Person of the Year: Ron Paul
People often mistake being named Time‘s “Person of the Year” as an honor, but that men as sinister as Adolph Hitler, Josef Stalin and Rudy Giuliani have all been given the title suggests otherwise. According to Time, the award is primarily a recognition of influence and by that measure the 2009 selection of Federal Reserve Chairman Ben Bernanke makes sense. Explains Time, the Fed is “an independent government agency that conducts monetary policy, which means it sets short-term interest rates – which means it has immense influence over inflation, unemployment, the strength of the dollar and the strength of your wallet.” Powerful and influential indeed.
But using Time‘s reasoning, the same award could have been given to Alan Greenspan, Paul Volcker or any other chairman in the history of the Fed. It is amusing that if simply being in charge of the powerful institution warrants such recognition, a Fed Chairman has now received it during a time of serious economic downturn and Bernanke likely won the award because his celebrity had been elevated due to the economy going south. It’s sort of like giving special recognition to Tiger Woods for making so many headlines recently, while ignoring that it is his personal recklessness and infidelity that has contributed most to his career and marriage going south.
So instead of giving props to Fed chairman who’ve screwed up the economy, why not praise someone who’s spent his entire career opposing the central bank, not to mention being ahead of the curve-often alone–on some of the most pressing political issues of our day? In terms of elevated profile and increased influence, it’s hard to imagine a better candidate worth recognizing as “Person of the Year” than Texas Congressman Ron Paul.
For starters, Paul agrees with Time that Bernanke should be “Person of the Year,” because he truly is “the most powerful man in the world.” Paul notes that Bernanke can “create a trillion dollars in secret without any monitoring of the Congress, so there’s no transparency, and I think he’s more powerful than the president.” And yet for years, decades even, Paul was virtually alone on Capitol Hill in calling to rein in the Fed. Today, the once “extreme” notion of auditing the Federal Reserve has become mainstream amongst Republicans and more than a few Democrats, due in no-small-part to Paul’s lead. Reports the Houston Chronicle:
“As odd as it may seem, (Paul) has become one of the most influential Republicans in a capital city dominated by liberal Democrats… The subject that has brought him to prominence is the same issue that subjected him to ridicule from establishment Republicans for years: his long-standing opposition to the nation’s monetary system and the Federal Reserve Board that prints money and controls its supply. ‘On economic matters, he was seen as a way outside the mainstream,’ University of Houston political scientist Richard Murray said. ‘His views were somewhat 19th century in the view of a lot of economists.’ Well, they say history repeats itself, and suddenly Paul’s “19th-century” thinking seems appealing to those suffering through the first economic meltdown of the 21st century.”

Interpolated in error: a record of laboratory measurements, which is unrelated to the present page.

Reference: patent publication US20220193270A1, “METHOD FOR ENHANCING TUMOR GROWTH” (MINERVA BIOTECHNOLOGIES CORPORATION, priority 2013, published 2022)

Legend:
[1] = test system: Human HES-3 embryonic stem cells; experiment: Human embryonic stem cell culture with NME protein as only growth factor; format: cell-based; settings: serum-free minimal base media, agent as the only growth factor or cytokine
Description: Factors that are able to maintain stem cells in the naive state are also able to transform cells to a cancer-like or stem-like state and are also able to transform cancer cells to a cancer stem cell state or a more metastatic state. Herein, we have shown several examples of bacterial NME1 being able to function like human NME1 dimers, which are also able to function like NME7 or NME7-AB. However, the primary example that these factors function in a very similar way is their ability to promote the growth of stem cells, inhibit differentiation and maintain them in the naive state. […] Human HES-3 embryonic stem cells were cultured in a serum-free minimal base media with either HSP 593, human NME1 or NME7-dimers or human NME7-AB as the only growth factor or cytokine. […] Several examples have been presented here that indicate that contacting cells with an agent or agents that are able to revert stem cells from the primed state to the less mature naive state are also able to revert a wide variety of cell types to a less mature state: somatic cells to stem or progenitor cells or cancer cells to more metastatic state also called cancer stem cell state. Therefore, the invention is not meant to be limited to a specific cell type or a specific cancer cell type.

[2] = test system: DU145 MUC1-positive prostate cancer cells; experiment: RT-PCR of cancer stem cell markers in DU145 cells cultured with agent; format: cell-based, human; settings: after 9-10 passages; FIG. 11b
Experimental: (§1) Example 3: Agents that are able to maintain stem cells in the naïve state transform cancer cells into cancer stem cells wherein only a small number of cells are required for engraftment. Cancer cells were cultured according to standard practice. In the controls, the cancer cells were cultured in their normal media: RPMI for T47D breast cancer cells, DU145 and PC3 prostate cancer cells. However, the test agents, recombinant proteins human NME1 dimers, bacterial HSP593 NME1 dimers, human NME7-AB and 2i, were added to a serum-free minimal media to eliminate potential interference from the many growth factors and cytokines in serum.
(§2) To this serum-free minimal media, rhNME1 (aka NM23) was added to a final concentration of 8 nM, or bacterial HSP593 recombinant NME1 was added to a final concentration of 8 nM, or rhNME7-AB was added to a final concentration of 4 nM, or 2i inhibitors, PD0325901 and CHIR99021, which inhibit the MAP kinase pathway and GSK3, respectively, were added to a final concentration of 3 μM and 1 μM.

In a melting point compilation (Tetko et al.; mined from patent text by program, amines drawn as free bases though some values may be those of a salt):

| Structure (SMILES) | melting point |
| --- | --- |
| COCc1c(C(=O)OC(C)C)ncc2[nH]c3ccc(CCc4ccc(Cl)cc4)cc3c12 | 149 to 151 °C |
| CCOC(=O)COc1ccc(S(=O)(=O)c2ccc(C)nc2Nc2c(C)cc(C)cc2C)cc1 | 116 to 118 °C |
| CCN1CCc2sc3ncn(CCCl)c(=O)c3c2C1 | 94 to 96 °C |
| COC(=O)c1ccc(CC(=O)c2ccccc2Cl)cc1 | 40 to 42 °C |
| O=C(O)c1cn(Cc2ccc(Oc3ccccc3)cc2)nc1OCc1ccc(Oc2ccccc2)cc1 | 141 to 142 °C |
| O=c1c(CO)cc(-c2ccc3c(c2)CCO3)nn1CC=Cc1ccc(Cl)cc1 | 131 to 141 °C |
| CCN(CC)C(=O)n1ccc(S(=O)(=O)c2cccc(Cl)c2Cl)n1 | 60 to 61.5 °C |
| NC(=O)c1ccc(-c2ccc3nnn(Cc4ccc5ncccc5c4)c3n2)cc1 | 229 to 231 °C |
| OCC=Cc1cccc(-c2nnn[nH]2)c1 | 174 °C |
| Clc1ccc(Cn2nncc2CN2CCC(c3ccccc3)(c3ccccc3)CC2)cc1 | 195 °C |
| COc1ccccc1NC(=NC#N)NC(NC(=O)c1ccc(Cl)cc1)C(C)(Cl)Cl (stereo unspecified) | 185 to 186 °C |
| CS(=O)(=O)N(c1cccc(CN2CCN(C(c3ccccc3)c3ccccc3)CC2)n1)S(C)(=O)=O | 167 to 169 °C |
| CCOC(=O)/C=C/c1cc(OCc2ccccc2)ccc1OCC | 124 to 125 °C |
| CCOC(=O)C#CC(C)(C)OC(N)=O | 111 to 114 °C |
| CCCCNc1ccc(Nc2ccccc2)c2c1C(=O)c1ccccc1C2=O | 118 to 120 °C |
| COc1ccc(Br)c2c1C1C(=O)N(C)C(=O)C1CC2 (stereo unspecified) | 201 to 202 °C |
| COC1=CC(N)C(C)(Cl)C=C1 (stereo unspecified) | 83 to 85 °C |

While many now embrace Paul’s “fringe” thinking on the Fed, many Americans have also migrated closer to the Congressman’s thinking on foreign policy. When during the George W. Bush years, the Republican Party exchanged its traditional limited government rhetoric to advocate for war, Paul vocally opposed nation building in Afghanistan and the invasion of Iraq, ventures he believed were unjustified, unwinnable and too costly. When running for president in 2008, many saw Paul as simply the antiwar Republican, a seemingly oddball position at the time, particularly amongst a field of GOP candidates whose platforms consisted mainly of trying to outdo each other in their enthusiasm for war.
And yet as Obama continues with an almost identical foreign policy agenda as Bush, polls show that many Americans-including many Republicans-are now war weary and skeptical as to what the US endgame might be in the Middle East. Many are realizing there probably is no real “end” or no true “victory” in Afghanistan or Iraq. And many now realize that Paul had been right all along.
Given the anxiety over economic downturn and costly military overstretch, it is not farfetched to say that popular American opinion is likely now closer to Paul’s thinking on those two major issues than that of either major party nominee for president in 2008 and particularly President Obama, whose poll numbers continue to plummet. Says the Houston Chronicle “it’s not that Paul has gone mainstream. Rather, the mainstream has gone Paul-ite.”
Not bad for a guy who just two years ago was considered persona non grata by his own party. And not bad for a man who continues to change hearts and minds, not because of any grand strategy or particular political savvy, but mostly because against overwhelming odds–he’s refused to change one bit.